What to Expect When Onboarding
Starting a new job is not much different from the first day of school when you were a kid. It can be stressful and anxiety-inducing, you don’t know anyone that well, and depending on how well it goes, it could make or break the school year. Or, in this case, how long you stay at the job.
Companies are spending more than ever on hiring and retention, especially during these Great Resignation times, and onboarding is a big part of that. What exactly is onboarding? To put it simply, it’s the process of integrating new employees into a company, and it encompasses everything from having them sign the necessary paperwork to let them get to know their new co-workers.
Now that so much work is done remotely, onboarding processes have become much different than pre-pandemic times. Back before the pandemic, your first day of work (onboarding) usually involved a tour of the office, going out for lunch with your new team, and spending an hour or so filling out forms.
Some companies may still do this if their workers have returned to the office. But many companies today that have remote workers are doing the entire hiring and onboarding process remotely. It can be a strange experience at first, but it’s also more flexible, and companies use many of the same tried-and-true methods.
Empire Resume will let you know what to expect when onboarding, including what it’s like in today’s remote work environment.
Good Companies Take Onboarding Very Seriously
Whether you’re working remotely or not, many companies today are increasingly using more technology in the onboarding process. That means the days of filling out paperwork are usually replaced with filling out the same types of documentation in online systems.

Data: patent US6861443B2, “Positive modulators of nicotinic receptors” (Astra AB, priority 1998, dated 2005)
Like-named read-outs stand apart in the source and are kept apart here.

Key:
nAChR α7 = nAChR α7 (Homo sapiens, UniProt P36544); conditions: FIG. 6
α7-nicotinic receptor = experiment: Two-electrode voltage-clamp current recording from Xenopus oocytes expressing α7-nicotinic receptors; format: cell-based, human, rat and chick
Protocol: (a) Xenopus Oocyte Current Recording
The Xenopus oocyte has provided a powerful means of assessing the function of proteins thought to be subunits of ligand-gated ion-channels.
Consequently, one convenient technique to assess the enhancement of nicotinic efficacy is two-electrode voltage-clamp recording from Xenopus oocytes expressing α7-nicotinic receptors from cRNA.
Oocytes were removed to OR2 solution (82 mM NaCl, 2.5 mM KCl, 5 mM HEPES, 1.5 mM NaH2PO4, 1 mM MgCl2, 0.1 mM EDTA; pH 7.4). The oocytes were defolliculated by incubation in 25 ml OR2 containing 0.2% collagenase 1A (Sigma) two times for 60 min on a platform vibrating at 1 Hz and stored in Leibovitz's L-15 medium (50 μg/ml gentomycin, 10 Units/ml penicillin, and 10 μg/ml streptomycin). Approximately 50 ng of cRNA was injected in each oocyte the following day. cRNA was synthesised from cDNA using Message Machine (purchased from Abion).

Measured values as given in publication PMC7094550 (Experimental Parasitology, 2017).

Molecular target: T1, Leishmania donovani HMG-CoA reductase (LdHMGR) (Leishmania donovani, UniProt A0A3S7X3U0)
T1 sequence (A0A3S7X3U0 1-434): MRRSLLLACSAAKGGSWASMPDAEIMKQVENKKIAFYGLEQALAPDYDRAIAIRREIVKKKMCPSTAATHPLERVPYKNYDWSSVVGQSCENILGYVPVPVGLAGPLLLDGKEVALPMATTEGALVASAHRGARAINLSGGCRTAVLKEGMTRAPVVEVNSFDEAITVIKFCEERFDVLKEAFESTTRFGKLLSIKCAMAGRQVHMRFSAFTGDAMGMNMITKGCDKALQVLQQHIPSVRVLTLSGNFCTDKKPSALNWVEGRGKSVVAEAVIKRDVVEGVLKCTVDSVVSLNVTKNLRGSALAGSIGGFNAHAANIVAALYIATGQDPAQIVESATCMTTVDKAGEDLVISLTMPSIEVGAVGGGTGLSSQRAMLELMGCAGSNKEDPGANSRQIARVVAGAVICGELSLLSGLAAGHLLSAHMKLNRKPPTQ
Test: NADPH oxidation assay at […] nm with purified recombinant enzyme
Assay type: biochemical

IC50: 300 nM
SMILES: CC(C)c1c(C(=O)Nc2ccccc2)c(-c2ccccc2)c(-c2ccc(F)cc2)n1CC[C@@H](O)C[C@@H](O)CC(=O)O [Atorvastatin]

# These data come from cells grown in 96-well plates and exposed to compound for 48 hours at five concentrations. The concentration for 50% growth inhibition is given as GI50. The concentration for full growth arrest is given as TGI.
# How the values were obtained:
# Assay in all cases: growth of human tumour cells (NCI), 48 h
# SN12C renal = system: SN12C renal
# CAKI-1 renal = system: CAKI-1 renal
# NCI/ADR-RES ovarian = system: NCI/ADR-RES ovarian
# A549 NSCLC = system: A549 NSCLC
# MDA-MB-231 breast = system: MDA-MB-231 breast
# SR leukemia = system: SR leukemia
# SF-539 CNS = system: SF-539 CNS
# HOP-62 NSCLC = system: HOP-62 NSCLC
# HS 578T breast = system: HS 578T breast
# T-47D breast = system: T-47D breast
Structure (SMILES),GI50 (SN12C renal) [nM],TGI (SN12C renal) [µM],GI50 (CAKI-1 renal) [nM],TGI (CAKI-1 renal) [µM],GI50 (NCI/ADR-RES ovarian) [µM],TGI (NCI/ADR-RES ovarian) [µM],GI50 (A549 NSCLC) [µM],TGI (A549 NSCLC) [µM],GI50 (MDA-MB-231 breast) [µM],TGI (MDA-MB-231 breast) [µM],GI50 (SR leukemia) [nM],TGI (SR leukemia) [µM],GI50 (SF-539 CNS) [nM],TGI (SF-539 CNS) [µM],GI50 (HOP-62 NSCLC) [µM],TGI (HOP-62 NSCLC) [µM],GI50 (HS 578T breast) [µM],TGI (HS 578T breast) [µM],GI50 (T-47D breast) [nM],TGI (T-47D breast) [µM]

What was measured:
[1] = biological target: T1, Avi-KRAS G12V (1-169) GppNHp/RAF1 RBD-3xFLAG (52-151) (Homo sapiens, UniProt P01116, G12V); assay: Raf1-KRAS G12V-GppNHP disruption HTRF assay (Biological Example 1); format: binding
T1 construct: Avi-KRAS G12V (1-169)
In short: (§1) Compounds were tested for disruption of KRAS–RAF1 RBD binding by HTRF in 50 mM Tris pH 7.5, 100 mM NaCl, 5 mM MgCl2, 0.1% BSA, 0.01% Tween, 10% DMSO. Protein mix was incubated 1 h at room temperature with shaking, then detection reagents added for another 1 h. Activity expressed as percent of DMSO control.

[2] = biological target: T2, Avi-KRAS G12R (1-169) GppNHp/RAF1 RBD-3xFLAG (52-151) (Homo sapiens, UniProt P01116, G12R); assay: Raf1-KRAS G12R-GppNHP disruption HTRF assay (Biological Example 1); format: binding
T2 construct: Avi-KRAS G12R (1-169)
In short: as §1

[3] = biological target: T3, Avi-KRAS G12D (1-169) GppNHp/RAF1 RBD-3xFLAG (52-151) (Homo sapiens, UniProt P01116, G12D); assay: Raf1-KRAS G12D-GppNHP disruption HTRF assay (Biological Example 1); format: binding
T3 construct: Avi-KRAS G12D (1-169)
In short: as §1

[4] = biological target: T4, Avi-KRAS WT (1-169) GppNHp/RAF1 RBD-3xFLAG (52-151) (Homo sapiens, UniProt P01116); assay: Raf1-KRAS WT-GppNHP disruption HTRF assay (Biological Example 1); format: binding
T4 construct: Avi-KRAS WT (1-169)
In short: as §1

HR managers take onboarding very seriously because they know that making a good first impression is essential. Bad onboarding can hurt employer’s big time. About 31% of employees quit during the first six months of a job, sometimes because of poor onboarding, according to a survey by BambooHR. If a company has a disorganized onboarding plan, it can leave you feeling confused, anxious, and disengaged. And if the onboarding is really bad, it could be a red flag the company isn’t that great.
Before the job starts, employees should expect some “pre-boarding,” which means contact with the company before Day 1. This will usually involve the HR manager or your future boss reaching out to ensure you have access to company email or other critical software, like their Slack channel.
In the world of remote work, pre-boarding is essential. If you’re in the office, it’s easier to stop by a manager’s desk to ask about access to company email. But it’s a little more complicated when everyone’s working remotely.
Recently, companies have become much more flexible about onboarding. An HR manager will usually have a checklist of things they need to do, but good managers will tailor the process to each employee. You should expect to receive a digital copy of the employee handbook and policies on your first day.
I’s also likely you’ll meet with several new co-workers and managers. A good company will tailor each meeting to you and your new position, and if you’re working remotely, each session will obviously be on video chat.
Don’t Be Shy About Asking Questions